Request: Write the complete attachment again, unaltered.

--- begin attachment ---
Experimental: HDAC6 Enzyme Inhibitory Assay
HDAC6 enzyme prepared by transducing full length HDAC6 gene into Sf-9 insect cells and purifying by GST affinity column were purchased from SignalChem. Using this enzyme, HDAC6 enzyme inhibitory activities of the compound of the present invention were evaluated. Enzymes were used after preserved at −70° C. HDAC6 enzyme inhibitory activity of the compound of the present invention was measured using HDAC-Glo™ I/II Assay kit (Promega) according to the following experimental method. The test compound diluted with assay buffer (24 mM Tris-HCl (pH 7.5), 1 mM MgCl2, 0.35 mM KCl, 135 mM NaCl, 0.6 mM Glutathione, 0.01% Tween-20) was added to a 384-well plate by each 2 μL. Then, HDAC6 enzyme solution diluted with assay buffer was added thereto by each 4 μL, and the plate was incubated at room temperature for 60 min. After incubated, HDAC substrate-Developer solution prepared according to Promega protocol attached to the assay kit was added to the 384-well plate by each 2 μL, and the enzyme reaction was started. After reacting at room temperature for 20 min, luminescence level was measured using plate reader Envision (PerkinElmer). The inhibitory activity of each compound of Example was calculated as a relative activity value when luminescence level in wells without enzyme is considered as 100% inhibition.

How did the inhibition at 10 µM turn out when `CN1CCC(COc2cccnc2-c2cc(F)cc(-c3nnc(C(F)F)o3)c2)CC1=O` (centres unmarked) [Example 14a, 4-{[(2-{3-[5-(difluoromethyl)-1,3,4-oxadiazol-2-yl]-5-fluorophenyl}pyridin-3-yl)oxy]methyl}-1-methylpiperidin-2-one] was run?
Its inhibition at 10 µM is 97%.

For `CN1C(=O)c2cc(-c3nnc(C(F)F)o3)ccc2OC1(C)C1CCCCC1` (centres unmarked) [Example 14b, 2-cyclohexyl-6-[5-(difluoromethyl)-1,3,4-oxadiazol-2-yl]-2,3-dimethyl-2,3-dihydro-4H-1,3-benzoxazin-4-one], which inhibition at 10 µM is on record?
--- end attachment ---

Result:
Experimental: HDAC6 Enzyme Inhibitory Assay
HDAC6 enzyme prepared by transducing full length HDAC6 gene into Sf-9 insect cells and purifying by GST affinity column were purchased from SignalChem. Using this enzyme, HDAC6 enzyme inhibitory activities of the compound of the present invention were evaluated. Enzymes were used after preserved at −70° C. HDAC6 enzyme inhibitory activity of the compound of the present invention was measured using HDAC-Glo™ I/II Assay kit (Promega) according to the following experimental method. The test compound diluted with assay buffer (24 mM Tris-HCl (pH 7.5), 1 mM MgCl2, 0.35 mM KCl, 135 mM NaCl, 0.6 mM Glutathione, 0.01% Tween-20) was added to a 384-well plate by each 2 μL. Then, HDAC6 enzyme solution diluted with assay buffer was added thereto by each 4 μL, and the plate was incubated at room temperature for 60 min. After incubated, HDAC substrate-Developer solution prepared according to Promega protocol attached to the assay kit was added to the 384-well plate by each 2 μL, and the enzyme reaction was started. After reacting at room temperature for 20 min, luminescence level was measured using plate reader Envision (PerkinElmer). The inhibitory activity of each compound of Example was calculated as a relative activity value when luminescence level in wells without enzyme is considered as 100% inhibition.

How did the inhibition at 10 µM turn out when `CN1CCC(COc2cccnc2-c2cc(F)cc(-c3nnc(C(F)F)o3)c2)CC1=O` (centres unmarked) [Example 14a, 4-{[(2-{3-[5-(difluoromethyl)-1,3,4-oxadiazol-2-yl]-5-fluorophenyl}pyridin-3-yl)oxy]methyl}-1-methylpiperidin-2-one] was run?
Its inhibition at 10 µM is 97%.

For `CN1C(=O)c2cc(-c3nnc(C(F)F)o3)ccc2OC1(C)C1CCCCC1` (centres unmarked) [Example 14b, 2-cyclohexyl-6-[5-(difluoromethyl)-1,3,4-oxadiazol-2-yl]-2,3-dimethyl-2,3-dihydro-4H-1,3-benzoxazin-4-one], which inhibition at 10 µM is on record?